I might as well say now that I really like interviewing Benjamin because he's got loads to say!
TFQ: I loved the little conversation at the back of the issue where the story is being pitched to you. You say you're in as soon as you hear that you get to drawn anthropomorphic animals. Is that how it really all went down?
Benjamin: It was pretty close to that! I have been a fan of Kurt’s work for a long time. His Conan run with Cary Nord was a big deal for me so when he first called me and suggested we work on a project together I was preemptively amped. When he said it would be like Kamandi meets Lord Of The Rings, I almost fell out of my chair because I love drawing animals and enjoy epic fantasy when it’s done well; I knew Kurt could deliver! This book would be a chance for him to cut loose and tell a story that was untethered to expectations that exist with licensed characters who have long histories and established fandoms.
I met Jordie while she was visiting Periscope and she said she wanted to color the project after I
The fourth part of the team was suggested enthusiastically by Kurt: John Roshell. Once I got to start working with him, it was clear that he was a fantastic fit for the book. He is really hard-working, innovative and thoughtful.
So that’s how I remember it, Kurt, Jordie and John might have different insights.
TFQ: What's it like drawing the actual characters? How do you choose what kind of owl, dog,
Benjamin: That part is alternately great and daunting. It’s tough sometimes to strike the right balance between realistic and abstractly/symbolically expressive, which is the tension in comics illustration generally. People know what animals look like and they know expressions intrinsically but combining those is not always a clear one plus one equation. Sometimes I have to use light or angle to convey a human emotion on an animal face that isn’t constructed in a way that’s conducive to put it across.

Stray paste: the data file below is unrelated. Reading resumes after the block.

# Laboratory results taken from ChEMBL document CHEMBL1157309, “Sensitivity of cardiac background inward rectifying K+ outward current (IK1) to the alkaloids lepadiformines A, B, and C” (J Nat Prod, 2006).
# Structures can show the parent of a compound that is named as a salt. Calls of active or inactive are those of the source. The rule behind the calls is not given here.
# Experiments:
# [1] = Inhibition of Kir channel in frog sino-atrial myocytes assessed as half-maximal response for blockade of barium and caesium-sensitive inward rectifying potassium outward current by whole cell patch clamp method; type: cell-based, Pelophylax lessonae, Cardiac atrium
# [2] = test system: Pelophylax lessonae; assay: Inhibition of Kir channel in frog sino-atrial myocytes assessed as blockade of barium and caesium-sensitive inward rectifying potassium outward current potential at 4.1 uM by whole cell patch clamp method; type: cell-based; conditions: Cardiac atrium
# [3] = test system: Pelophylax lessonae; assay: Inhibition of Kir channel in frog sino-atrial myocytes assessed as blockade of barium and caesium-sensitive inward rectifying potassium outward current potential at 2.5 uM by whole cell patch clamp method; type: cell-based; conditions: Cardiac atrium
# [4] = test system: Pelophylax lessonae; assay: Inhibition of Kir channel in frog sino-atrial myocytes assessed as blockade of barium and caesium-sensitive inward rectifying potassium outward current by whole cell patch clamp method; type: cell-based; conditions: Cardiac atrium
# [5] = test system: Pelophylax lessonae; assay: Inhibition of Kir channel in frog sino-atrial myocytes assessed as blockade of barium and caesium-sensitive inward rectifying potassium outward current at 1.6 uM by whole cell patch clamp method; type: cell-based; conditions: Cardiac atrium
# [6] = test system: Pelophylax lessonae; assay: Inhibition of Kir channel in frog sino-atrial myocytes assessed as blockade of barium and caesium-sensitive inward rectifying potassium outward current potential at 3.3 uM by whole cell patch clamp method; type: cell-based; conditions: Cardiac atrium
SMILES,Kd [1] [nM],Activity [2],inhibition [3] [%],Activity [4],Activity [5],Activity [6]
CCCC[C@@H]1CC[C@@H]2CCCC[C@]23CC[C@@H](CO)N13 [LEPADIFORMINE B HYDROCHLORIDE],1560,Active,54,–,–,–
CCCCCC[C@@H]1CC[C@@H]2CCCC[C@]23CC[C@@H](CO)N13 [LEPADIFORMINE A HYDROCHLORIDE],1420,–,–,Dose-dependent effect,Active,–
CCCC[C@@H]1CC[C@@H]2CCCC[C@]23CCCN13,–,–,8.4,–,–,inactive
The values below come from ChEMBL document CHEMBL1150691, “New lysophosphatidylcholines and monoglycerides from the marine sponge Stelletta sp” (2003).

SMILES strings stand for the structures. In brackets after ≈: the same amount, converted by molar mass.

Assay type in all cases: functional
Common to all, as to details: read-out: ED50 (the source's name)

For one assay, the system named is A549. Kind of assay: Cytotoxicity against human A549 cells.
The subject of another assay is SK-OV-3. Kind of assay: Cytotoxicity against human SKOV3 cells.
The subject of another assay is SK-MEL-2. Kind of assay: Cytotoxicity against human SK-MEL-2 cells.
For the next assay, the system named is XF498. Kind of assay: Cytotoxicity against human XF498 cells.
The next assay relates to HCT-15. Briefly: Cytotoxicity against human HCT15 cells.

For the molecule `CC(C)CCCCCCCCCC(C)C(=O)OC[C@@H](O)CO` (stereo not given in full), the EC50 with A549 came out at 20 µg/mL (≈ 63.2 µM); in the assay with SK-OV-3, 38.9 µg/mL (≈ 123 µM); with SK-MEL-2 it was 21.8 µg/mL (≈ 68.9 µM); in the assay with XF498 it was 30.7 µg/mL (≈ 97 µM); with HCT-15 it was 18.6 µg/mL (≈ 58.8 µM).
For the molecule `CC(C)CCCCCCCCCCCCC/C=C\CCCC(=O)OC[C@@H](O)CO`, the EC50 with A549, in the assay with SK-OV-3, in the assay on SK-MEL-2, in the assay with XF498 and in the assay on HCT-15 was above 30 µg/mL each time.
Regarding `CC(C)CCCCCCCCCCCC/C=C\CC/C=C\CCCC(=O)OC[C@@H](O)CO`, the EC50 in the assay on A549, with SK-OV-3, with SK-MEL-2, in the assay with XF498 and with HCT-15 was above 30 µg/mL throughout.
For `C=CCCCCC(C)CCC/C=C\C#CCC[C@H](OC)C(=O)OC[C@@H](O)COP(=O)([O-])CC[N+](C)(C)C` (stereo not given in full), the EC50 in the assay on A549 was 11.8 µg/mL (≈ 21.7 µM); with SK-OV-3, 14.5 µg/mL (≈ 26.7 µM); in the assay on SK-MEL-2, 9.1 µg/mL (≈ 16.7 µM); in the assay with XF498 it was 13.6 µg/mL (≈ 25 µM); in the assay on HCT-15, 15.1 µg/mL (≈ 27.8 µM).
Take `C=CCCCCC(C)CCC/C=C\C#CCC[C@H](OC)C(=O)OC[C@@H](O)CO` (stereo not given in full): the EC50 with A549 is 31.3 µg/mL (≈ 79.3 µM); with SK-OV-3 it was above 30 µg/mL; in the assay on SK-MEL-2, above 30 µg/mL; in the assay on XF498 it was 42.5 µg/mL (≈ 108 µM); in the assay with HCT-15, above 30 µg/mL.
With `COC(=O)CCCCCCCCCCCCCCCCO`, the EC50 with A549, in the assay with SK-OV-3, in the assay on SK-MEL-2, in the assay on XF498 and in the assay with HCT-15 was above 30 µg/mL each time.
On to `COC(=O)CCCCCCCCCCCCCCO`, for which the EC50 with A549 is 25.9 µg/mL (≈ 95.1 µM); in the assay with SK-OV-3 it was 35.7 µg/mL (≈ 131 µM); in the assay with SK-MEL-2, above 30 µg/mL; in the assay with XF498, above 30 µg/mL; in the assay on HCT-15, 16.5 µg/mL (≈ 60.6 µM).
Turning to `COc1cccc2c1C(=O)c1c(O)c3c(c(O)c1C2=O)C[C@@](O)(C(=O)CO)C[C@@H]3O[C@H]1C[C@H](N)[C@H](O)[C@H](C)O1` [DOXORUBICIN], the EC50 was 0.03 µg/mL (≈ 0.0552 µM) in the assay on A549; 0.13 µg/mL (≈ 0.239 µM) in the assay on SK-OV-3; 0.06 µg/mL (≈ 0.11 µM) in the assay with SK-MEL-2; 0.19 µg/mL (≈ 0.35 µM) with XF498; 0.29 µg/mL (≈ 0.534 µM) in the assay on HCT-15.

Occasionally Kurt puts a note in the script that is specific but if not, I think about how frequently they repeat, if their silhouette is helpful, what their character is like and build from there. I really love elephant seals, cats, bats, bears and herons. Turtles might be the most fun to draw. For this part of the story, the majority are from the Americas for reasons that will become clear later. Gharta and her partner Affa (the Giraffe wizards) are rare visitors!
We are saving certain animals/regions for later based on their story function
TFQ: Having read I Was the Cat before release, I found this to be a departure from that artwork. There appears to be so much more passion behind this project. How does this book differ from projects of the past for you?
Benjamin: For IWTC I had to illustrate a wide variety of time periods, settings and types under less than enjoyable circumstances. It was made during a tough period of time in my life and without a page rate so I had to take what other work I could to support my wife and me; that delayed and altered the process of working on it. That context is not the best one in which to produce a book that you have to pencil, ink and color. Thanks to the folks at Oni, My mentor Steve Lieber, my wife Lindsey and my brother Zach, I was able to push through to the end and emerge from it with a book Paul Tobin and I could be proud of.
With Tooth and Claw, I got to essentially start fresh, get a regular paycheck and work with a team of amazing people. It feels more like a sweet rock band than anything else; there’s great energy and reciprocity. When I work on this current book, I know I’ll have a chance to discuss choices in color, lettering and writing and likewise for the art with my collaborators. When you’re part of a team that all care about bringing their A-game to whatever their part is, it takes the pressure off in some ways but also makes you want to elevate your game because of how hard the others are working. It’s probably the closest I’ll ever get to feeling what it’s like to be in the Beatles or GNR. I aim to be the Slash to Kurt’s Axl. That makes Jordie Duff, I guess!